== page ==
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Five Ways To Balance Caring Responsibilities With Work

15/09/2016 10:08

You're at work and your phone rings. It's your mum. She needs collecting from her GP's surgery as her lift has fallen through. But you've got a meeting in 10 minutes and your boss won't be impressed with you leaving, especially since this is the fourth time this week work has been interrupted with a call from your mum. You tell her to catch a cab and that you'll pay.

You get off the phone and feel guilty. You promised your dad before he died that you'd take care of your mum but lately the combination of work and supporting her is getting harder. It's also taking a toll on you and your relationship with each other.

This is just one scenario of life as an adult child who provides support for an older parent. In the UK around one in four people in their 40s and 50s are caring for their parents.

We all want to do our best, to balance it all. We want to help our parents, keep our bosses happy, spend quality time with partners and kids, and have time to ourselves.

But sometimes you just can't do it all. No matter how hard you try. It can leave you feeling stressed, anxious and over stretched. It's important to find time to care for yourself while caring for others.

So how do you balance work with looking after your mum / dad or both?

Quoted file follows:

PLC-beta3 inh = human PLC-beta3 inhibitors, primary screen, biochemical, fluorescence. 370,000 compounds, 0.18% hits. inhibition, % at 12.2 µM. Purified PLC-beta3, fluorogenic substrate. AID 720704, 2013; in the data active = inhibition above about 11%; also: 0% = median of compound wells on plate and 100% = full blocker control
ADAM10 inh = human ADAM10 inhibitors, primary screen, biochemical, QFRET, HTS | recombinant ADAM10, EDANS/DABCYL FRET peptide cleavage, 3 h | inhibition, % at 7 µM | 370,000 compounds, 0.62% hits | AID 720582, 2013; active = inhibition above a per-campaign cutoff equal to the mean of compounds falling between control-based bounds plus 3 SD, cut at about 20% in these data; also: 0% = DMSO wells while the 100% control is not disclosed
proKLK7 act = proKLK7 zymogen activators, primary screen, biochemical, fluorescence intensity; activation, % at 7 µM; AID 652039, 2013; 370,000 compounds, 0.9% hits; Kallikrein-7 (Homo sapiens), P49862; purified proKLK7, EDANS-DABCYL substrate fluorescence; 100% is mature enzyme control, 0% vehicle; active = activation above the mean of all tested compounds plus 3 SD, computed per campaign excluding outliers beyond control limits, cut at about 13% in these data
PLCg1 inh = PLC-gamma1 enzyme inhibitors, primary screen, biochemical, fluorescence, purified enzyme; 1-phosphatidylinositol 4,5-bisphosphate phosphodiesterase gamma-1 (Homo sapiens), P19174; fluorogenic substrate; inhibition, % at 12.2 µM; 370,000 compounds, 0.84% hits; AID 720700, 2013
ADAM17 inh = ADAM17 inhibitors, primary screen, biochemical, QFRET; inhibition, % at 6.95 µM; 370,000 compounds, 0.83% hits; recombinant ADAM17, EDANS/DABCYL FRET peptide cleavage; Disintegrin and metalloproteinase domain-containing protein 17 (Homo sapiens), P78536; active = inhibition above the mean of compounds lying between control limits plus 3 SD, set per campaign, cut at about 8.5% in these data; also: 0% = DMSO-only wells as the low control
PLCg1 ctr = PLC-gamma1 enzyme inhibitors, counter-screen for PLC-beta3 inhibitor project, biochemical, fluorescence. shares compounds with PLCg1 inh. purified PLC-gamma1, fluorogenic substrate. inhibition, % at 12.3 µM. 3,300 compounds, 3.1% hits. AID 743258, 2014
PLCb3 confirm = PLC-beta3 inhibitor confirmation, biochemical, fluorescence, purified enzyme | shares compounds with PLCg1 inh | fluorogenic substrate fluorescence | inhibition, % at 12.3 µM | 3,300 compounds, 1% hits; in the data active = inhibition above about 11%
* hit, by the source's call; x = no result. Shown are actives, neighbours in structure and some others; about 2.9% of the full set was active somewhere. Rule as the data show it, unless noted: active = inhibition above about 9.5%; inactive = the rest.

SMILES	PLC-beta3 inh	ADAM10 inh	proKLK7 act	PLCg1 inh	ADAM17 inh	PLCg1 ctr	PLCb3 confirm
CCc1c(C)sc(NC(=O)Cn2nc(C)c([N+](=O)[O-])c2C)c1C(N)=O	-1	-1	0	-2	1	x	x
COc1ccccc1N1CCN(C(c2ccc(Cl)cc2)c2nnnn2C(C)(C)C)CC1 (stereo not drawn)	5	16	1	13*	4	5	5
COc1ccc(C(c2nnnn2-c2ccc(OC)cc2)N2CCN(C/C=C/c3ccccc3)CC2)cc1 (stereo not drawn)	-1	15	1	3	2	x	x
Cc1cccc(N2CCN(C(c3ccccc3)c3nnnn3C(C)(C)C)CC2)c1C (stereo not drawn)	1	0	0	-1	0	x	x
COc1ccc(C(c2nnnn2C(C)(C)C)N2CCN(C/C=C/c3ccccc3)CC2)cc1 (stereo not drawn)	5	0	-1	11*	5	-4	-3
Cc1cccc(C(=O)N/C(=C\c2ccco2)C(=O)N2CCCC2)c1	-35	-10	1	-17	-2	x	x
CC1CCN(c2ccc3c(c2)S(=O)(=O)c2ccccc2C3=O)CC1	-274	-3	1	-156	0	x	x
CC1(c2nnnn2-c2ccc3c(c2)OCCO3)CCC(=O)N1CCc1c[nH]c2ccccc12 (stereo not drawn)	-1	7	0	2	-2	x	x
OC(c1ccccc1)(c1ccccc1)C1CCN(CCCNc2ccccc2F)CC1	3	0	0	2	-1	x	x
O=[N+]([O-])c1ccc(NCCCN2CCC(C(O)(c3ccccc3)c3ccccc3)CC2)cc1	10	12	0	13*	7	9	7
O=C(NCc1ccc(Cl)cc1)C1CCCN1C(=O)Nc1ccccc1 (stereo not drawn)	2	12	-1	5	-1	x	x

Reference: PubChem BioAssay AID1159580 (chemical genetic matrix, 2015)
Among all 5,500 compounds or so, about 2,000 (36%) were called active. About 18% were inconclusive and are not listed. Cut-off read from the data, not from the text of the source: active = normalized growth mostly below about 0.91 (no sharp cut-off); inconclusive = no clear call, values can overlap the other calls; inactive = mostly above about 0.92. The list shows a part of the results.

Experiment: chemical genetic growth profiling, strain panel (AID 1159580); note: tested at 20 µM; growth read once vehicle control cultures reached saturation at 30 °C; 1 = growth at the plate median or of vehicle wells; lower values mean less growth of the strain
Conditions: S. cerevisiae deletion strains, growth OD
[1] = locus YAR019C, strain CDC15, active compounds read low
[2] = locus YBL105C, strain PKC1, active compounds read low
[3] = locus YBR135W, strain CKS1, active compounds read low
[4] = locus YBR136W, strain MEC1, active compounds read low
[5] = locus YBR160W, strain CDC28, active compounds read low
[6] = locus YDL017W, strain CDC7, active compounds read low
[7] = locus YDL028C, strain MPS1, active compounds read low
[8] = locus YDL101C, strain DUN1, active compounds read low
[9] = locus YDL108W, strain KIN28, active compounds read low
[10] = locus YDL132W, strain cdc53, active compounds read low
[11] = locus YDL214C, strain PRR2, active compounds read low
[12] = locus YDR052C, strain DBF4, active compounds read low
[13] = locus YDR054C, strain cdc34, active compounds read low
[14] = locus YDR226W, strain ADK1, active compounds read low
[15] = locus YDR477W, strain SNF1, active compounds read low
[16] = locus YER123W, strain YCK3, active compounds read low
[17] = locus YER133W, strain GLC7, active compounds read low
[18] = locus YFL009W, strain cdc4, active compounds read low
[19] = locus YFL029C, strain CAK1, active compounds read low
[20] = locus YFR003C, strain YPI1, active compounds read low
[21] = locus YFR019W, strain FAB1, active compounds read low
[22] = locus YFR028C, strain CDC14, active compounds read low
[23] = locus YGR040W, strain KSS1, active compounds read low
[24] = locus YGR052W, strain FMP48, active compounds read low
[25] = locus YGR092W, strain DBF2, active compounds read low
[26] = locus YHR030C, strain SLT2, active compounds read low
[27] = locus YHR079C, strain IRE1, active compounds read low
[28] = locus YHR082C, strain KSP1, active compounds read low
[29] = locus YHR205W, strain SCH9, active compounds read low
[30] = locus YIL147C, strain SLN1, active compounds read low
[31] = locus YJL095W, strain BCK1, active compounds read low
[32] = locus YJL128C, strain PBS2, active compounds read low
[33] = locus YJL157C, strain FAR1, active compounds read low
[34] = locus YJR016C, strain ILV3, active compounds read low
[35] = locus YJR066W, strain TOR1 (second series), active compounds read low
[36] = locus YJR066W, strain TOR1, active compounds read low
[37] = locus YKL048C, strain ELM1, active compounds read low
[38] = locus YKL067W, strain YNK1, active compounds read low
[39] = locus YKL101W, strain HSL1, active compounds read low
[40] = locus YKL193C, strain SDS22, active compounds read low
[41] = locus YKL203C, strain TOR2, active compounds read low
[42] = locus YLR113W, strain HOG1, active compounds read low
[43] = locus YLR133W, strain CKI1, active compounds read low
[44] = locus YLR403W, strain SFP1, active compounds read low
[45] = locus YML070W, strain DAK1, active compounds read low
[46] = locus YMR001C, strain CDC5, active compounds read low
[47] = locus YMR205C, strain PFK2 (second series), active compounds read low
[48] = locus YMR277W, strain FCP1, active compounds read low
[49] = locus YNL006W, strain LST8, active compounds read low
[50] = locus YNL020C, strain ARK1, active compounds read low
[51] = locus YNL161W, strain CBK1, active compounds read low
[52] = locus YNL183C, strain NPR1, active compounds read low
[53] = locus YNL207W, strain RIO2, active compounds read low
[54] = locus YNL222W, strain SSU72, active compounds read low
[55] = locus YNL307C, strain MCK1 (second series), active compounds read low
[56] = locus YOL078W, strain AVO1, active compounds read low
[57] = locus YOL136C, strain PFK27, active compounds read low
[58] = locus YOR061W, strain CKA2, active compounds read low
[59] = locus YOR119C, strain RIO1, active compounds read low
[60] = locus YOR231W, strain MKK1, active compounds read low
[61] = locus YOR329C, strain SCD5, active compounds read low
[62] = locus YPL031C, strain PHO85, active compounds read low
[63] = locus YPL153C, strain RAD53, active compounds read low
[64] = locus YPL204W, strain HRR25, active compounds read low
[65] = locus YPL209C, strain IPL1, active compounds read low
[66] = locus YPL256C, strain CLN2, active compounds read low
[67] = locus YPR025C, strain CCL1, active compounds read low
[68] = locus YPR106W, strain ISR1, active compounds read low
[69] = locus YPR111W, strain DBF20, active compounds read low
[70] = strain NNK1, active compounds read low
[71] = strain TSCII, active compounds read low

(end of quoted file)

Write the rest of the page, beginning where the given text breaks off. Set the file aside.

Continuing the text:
Here's our five top tips on how to balance work with caring responsibilities.

1. Have an honest conversation with your parents
Now's the time for you both to be adults and to have an open conversation about what each person expects. Be honest about your availability and what you can or can't do given work commitments. This can help prevent you from over promising and under delivering but also sets some boundaries.

As part of this, prioritise and organize. Perhaps invest in a planner and go through appointments with your parents and key activities, like the weekly shopping and social past times.

2. Investigate flexible working
Research flexible working options and whether you can either take time away from work to provide added support or work from home.

Before speaking with your employer, make sure you know your rights. Skills for Care offers a good resource on balancing work and care here.

3. Organise back-up
No matter how much you plan, the unexpected happens and can catch you unawares. For those times, prepare a back-up. Can other family members or a friendly neighbour help? Alternatively, investigate services like Evermore@Home that can provide an added safety net.

4. Book in 'you time'
This you time could be as simple as a walk round a park, or lunch with a friend. It could even be going to a support group. It's important to look after your health and wellbeing so you have reserves in the tank.

5. Don't be afraid to ask for help
There are organisations that can provide the support your parents need while you're at work, as well as outside working hours. They could become your back-up, do the little trips like GP visits, or spend time with your parents while you have your own downtime.

The focus is on helping your parents to maintain their lifestyle and to make sure you don't burn out.

Life is precious and we need to enjoy every moment available. Maintain your work/life balance, sanity and your relationship with your parents by investing in yourself and them.

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